natural number In mathematics, the natural numbers are those numbers used for counting (as in "there are ''six'' coins on the table") and ordering (as in "this is the ''third'' largest city in the country"). Numbers used for counting are called ''Cardinal n ...
s, excluding negative numbers, while "integer" included the negative numbers. "Whole number" remains ambiguous to the present day.


Algebraic properties

Like the natural numbers, \mathbb is closed under the operations of addition and multiplication, that is, the sum and product of any two integers is an integer. However, with the inclusion of the negative natural numbers (and importantly, ), \mathbb, unlike the natural numbers, is also closed under subtraction. The integers form a unital ring which is the most basic one, in the following sense: for any unital ring, there is a unique ring homomorphism from the integers into this ring. This universal property, namely to be an initial object in the category of rings, characterizes the ring \mathbb. \mathbb is not closed under division, since the quotient of two integers (e.g., 1 divided by 2) need not be an integer. Although the natural numbers are closed under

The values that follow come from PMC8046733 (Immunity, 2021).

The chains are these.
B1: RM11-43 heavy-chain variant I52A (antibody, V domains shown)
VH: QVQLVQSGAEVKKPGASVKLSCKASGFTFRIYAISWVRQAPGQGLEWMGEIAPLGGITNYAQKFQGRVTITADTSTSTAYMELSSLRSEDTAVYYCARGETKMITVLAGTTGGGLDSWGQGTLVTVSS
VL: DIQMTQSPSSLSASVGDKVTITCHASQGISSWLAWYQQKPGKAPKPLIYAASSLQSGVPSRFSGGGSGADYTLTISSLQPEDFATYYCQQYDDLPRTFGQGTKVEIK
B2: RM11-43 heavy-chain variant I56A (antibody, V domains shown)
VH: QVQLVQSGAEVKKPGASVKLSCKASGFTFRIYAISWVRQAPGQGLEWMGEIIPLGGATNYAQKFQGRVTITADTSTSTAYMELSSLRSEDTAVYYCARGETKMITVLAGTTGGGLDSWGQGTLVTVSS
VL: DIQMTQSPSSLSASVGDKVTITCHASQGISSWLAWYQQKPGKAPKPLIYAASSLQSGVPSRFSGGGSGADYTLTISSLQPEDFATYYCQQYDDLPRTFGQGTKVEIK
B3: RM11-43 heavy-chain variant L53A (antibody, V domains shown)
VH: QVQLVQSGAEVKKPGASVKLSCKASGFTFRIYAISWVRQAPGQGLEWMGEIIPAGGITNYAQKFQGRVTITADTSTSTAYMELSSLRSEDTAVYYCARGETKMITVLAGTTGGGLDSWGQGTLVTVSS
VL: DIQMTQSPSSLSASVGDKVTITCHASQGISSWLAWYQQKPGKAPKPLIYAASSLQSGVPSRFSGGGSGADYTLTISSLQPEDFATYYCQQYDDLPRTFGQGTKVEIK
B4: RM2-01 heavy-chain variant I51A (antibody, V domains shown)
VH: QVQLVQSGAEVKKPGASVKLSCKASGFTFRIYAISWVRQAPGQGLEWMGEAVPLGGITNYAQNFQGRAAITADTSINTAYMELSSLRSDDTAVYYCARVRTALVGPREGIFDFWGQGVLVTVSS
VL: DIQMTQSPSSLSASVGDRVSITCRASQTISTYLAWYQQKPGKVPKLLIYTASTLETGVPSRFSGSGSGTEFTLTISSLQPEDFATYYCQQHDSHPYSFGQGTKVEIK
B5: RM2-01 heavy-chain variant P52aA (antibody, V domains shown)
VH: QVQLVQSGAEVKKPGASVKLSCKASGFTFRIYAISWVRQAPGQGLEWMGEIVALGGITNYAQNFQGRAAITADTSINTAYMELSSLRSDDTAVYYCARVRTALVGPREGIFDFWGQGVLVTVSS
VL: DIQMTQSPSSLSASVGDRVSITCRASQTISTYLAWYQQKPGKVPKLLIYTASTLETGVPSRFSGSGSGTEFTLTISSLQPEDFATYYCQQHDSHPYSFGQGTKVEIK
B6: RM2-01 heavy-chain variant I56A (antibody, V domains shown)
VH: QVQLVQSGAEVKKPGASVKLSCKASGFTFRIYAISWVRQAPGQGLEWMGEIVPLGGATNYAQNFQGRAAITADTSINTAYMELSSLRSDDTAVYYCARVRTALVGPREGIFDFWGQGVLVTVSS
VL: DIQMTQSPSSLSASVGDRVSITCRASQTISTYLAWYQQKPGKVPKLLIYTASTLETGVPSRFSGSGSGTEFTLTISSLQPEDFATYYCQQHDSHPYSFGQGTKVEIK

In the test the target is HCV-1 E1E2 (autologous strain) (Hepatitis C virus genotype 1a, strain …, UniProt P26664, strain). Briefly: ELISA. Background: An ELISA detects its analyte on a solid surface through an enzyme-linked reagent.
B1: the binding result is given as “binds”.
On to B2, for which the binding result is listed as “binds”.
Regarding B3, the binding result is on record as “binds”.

exponentiation Exponentiation is a mathematics, mathematical operation (mathematics), operation, written as , involving two numbers, the ''Base (exponentiation), base'' and the ''exponent'' or ''power'' , and pronounced as " (raised) to the (power of) ". W ...